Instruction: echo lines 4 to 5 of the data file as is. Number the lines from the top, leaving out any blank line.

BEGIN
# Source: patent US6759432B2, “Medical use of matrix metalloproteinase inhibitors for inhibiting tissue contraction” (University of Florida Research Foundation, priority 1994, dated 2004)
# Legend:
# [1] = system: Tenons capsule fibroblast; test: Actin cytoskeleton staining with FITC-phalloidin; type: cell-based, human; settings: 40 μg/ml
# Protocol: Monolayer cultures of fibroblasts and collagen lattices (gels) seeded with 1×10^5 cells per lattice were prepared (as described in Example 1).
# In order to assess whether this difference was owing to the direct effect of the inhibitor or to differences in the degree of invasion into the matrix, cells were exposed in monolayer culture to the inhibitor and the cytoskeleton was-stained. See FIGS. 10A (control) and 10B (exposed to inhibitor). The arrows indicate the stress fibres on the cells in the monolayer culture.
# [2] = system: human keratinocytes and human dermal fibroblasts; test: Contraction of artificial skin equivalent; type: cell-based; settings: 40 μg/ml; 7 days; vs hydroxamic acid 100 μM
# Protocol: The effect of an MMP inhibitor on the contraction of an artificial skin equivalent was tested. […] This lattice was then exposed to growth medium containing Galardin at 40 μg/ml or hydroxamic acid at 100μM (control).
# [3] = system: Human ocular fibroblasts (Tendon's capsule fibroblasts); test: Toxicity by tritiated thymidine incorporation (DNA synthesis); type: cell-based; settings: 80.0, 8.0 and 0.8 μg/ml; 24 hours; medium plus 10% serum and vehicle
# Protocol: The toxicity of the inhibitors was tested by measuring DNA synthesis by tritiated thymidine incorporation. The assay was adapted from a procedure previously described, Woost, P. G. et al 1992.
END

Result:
# Protocol: Monolayer cultures of fibroblasts and collagen lattices (gels) seeded with 1×10^5 cells per lattice were prepared (as described in Example 1).
# In order to assess whether this difference was owing to the direct effect of the inhibitor or to differences in the degree of invasion into the matrix, cells were exposed in monolayer culture to the inhibitor and the cytoskeleton was-stained. See FIGS. 10A (control) and 10B (exposed to inhibitor). The arrows indicate the stress fibres on the cells in the monolayer culture.